Monday, January 16, 2017

God's Wormholes, part II

Once we understand the principal of God as law flowing into a “vacuum” that receives His  Love — an endless series of vacuums, that is — we understand that the nature of the human being is identical to the nature of the universe, and that we began as an emptiness into which God’s Divine Love must most perfectly flow. Meister Eckhart mentioned on more than one occasion in sermons that if a human being empties themselves, God must perfectly flow into them, because once the human vessel is thus unimpeded, God has no other choice. 

In this way, every human being becomes a microcosmic universe which has the potential to Be and consequently fully re-create all of God’s Divine Love in its entirety, in the same way that each universe expresses this absolute law. This is a real potential, which mankind was created for—not a potential that lies beyond our ability. The fact that we don't fulfill that potential is a different matter.

Remember that according to Gurdjieff, God created the universe because time was eroding his place of existence. Let's consider that before the universe was created and God came in to relationship with creation through His Love, he could sustain himself at his place of existence only through self-love. This was a situation that contracts, rather than one that expands; in other words, there is a lesson learned: even Love itself cannot love alone. It must have an object and exist reciprocally in order to maintain itself. We enter very high-level philosophical and theosophical territory here, but Gurdjieff’s explanation of universe creation (which was of itself somewhat inadequate, but the best that could be achieved given the subject of his book) was meant to illustrate Swedenborg’s contrast between selfishness and unselfishness. Unselfishness is heavenly and moves towards God; selfishness is hellish and moves towards the devil.

Now, folk ask why there is a devil; and one needs to understand that this is because he is a part of God like everything else. Even God’s own impulses circulate between a selfish love, which is godly but involutionary; and an unselfish Divine Love, which is evolutionary. So of course the universe reflects this: it's a mirror of God. Before creation, God was trapped in a cycle of involution and understood that only through circulation into a creation which renewed itself through relationship could this cycle be overcome. All of creation recapitulates that tension and that circulation, because it is a natural reflection of God’s own need to come into relationship, in order for Love to not be and remain a forever contracting entity.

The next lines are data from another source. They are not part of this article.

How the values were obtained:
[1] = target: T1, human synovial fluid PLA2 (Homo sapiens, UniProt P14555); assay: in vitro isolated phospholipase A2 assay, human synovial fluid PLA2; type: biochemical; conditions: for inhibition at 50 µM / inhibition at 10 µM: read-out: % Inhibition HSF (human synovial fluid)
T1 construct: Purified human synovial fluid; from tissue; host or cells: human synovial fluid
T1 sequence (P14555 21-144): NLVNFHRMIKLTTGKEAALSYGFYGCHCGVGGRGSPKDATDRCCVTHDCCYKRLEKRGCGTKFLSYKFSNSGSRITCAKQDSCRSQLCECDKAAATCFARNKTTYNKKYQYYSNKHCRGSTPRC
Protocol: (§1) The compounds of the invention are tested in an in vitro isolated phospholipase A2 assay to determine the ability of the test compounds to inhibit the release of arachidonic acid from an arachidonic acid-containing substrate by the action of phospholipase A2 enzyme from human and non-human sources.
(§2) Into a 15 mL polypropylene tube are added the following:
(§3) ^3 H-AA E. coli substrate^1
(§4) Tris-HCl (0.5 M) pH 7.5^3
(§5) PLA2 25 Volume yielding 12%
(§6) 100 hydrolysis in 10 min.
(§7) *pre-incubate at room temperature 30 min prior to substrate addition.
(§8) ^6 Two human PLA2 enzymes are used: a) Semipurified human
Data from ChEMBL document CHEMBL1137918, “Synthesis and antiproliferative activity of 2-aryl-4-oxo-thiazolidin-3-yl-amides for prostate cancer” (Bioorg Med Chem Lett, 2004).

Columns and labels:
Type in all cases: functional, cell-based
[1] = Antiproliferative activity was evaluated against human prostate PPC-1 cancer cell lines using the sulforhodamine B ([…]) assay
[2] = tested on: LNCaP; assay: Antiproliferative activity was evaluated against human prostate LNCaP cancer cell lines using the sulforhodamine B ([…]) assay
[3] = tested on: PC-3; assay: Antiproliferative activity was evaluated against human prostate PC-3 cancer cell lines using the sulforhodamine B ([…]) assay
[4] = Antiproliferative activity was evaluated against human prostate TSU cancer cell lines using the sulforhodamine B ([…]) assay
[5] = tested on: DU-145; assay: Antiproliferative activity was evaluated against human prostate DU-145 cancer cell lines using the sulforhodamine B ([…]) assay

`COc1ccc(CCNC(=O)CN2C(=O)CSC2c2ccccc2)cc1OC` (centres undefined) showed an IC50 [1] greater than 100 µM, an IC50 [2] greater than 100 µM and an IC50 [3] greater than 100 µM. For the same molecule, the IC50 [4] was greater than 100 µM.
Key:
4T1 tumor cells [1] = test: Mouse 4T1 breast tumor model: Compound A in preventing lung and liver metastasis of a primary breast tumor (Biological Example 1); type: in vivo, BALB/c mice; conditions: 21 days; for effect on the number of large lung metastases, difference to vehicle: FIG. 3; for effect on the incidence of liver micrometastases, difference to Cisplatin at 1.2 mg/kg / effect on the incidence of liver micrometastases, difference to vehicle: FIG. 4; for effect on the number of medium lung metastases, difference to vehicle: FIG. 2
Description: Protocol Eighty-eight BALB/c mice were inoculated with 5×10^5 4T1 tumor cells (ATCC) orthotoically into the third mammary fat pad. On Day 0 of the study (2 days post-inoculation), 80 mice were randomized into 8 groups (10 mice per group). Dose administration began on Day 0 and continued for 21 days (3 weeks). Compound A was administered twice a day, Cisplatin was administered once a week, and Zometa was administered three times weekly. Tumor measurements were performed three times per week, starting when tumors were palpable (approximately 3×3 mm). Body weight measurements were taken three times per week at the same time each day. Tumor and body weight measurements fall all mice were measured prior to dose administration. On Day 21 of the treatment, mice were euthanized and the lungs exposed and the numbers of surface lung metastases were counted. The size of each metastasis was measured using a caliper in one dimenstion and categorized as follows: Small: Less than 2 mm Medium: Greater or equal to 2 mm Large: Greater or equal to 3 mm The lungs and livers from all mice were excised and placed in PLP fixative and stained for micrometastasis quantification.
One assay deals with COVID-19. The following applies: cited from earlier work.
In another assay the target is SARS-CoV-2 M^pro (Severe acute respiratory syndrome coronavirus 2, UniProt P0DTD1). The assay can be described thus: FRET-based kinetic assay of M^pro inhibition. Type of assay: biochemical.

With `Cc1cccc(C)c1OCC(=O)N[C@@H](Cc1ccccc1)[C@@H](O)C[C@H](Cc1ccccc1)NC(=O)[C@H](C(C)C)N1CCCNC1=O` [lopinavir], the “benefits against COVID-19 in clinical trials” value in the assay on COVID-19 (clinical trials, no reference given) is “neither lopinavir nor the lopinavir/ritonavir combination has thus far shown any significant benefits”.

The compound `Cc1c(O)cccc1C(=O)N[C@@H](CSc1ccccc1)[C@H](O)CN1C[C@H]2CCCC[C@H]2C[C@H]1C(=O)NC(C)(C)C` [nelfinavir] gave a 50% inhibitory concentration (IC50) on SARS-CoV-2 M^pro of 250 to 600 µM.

Cosmologically, we might understand here that God’s original condition was something like a black hole: that is, His Divine Love could have contracted forever until it became a singularity. If Divine Love becomes a singularity, it closes itself off from everything and contradicts its own nature. It was thus constrained by its own nature — which cannot actually contradict itself — to engage in the act of creation, even though God knew from the moment it became necessary that creation would be forever functionally and practically separated from Him, and have to struggle to return — a situation that carries an inevitable and unintentional aspect of cruelty.  This begets the great material anguish that lies at the root of creation.

Given our nature, we're forever tempted to see this all in temporal terms; but this action is eternal, which is to say, it takes place outside of time and is always taking place in everything

Hence Gurdjieff's All and Everything, whose timeline of events is, metaphysically speaking, equally eternal.


Lee van Laer is a Senior Editor at Parabola Magazine.

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